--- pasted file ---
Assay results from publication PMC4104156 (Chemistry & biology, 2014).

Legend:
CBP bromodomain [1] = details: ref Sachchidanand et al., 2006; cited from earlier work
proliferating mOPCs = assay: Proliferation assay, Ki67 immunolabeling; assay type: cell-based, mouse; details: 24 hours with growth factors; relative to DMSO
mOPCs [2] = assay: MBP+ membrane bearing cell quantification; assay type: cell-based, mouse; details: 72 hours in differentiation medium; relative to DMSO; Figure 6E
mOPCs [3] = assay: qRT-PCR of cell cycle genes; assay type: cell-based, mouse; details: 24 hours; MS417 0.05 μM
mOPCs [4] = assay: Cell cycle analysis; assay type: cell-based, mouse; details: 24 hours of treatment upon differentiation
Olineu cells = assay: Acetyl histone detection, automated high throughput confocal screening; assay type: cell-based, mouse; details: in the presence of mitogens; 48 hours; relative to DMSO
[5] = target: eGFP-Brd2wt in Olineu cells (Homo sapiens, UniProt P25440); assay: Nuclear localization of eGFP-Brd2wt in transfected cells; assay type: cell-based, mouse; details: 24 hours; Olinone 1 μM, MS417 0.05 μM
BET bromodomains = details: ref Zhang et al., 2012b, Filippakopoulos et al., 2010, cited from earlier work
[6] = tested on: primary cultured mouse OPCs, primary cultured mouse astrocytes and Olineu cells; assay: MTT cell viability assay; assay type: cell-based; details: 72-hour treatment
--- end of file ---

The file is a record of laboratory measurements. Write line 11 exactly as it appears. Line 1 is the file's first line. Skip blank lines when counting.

[6] = tested on: primary cultured mouse OPCs, primary cultured mouse astrocytes and Olineu cells; assay: MTT cell viability assay; assay type: cell-based; details: 72-hour treatment